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Yuanjiawaornis, new large enantiornithine bird from Lower Cretaceous of Liaoning, China

Ben Creisler

A new paper:

Dongyu Hu, Ying Liu, Jinhua Li, Xing Xu &  Lianhai Hou (2015)
Yuanjiawaornis viriosus, gen. et sp. nov., a large enantiornithine
bird from the Lower Cretaceous of western Liaoning, China.
Cretaceous Research 55: 210-219

A new large-bodied enantiornithine taxon is erected from the Early
Cretaceous Jiufotang Formation of western Liaoning, China.
This bird provides new morphological information about Enantiornithes.
A comparative analysis of sacral centra of basal birds suggests that
enantiornithines might have a uniquely shaped synsacrum.

Here we describe a new enantiornithine bird, Yuanjiawaornis viriosus
gen. et sp. nov., based on a nearly complete, mostly articulated
postcranial skeleton from the Lower Cretaceous Jiufotang Formation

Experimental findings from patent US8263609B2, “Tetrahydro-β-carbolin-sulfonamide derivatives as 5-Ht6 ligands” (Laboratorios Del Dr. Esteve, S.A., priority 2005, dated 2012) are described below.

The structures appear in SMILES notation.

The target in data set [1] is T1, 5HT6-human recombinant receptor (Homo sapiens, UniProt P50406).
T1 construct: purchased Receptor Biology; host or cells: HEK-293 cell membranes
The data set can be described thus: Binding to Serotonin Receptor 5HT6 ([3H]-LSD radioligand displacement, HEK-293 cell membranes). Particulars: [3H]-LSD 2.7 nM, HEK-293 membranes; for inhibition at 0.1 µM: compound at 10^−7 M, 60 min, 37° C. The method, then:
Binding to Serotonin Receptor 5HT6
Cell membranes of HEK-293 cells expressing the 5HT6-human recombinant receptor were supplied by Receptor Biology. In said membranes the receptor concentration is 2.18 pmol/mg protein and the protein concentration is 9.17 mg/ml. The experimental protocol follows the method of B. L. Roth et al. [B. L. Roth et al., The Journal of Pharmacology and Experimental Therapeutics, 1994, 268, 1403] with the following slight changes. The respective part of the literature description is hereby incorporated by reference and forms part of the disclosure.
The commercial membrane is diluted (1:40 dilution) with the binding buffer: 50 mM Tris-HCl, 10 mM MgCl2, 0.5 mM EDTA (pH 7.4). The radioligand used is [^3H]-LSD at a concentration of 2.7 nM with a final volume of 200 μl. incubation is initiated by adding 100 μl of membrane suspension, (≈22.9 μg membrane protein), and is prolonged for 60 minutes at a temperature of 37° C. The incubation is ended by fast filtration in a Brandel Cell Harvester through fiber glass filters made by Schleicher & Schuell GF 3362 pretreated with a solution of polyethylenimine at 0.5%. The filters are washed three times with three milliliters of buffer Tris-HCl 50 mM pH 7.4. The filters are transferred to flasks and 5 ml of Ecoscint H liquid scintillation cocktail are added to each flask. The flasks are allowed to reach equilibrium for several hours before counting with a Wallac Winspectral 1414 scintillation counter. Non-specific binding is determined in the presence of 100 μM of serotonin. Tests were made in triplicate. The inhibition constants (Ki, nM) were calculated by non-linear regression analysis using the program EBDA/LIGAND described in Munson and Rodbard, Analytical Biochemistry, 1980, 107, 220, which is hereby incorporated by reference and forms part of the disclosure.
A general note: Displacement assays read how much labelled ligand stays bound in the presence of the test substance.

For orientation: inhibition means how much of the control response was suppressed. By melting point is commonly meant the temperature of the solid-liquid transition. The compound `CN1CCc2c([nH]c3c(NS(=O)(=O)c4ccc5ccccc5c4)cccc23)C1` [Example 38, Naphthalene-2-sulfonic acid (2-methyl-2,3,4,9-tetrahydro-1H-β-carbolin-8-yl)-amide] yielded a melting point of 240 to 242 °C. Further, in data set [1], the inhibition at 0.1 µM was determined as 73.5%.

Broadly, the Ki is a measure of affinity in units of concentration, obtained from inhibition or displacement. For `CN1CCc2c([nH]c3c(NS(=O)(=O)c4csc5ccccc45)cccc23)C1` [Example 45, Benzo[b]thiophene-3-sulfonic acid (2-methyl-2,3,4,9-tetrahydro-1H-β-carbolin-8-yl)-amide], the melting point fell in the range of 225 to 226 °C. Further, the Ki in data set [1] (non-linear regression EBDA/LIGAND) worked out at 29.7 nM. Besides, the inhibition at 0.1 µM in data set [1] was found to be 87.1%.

(120 Ma) of western Liaoning Province, northeastern China. It is
similar in size to large bohaiornithids among the known Early
Cretaceous enantiornithines; only Pengornis houi is larger. The
semilunate carpal is incompletely fused to the metacarpals, suggesting
that the holotype specimen was not fully mature at the time of death.
The new specimen is distinguishable from other known enantiornithines
by a unique combination of features including large body size,
forelimb and hind limb subequal in length, a longitudinally grooved
ventral surface of the synsacrum, robust and long transverse processes
of the caudal-most sacral vertebra, a craniodorsally tapered acromion
process of the scapula, a straight lateral margin of the coracoid,
medially curved clavicular rami with tapered omal tips, a sternum that
is oval in outline with slightly expanded distally caudolateral
processes, a humeral head with a flat proximal surface, and a humerus
with a deltopectoral crest that gradually decreases in height
distally. A comparative analysis of some sacral features of basal
birds including this taxon suggests that enantiornithines might have a
uniquely shaped synsacrum, although more data is needed to confirm
that hypothesis.